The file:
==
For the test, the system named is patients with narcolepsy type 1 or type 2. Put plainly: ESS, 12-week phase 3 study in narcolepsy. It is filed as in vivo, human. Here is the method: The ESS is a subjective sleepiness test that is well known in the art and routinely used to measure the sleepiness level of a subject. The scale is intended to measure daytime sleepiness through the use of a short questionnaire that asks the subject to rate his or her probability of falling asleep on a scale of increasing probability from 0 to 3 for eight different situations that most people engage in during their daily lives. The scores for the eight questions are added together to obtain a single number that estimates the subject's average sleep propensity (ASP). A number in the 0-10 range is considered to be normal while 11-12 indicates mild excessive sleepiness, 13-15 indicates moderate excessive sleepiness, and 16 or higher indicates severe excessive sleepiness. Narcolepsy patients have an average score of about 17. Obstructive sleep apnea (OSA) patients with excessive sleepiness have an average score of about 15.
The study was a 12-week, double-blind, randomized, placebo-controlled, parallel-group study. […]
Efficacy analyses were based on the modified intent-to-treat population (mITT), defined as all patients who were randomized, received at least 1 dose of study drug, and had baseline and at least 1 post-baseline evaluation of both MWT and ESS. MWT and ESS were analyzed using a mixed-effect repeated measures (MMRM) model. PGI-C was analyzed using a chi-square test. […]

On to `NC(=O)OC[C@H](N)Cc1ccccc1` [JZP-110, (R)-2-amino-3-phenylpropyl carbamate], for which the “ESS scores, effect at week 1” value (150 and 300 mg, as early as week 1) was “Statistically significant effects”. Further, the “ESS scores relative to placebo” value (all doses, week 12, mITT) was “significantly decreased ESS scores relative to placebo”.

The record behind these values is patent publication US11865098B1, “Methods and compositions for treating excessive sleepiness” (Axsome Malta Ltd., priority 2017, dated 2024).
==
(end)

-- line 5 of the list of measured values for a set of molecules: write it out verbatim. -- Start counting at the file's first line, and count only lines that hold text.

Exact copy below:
The record behind these values is patent publication US11865098B1, “Methods and compositions for treating excessive sleepiness” (Axsome Malta Ltd., priority 2017, dated 2024).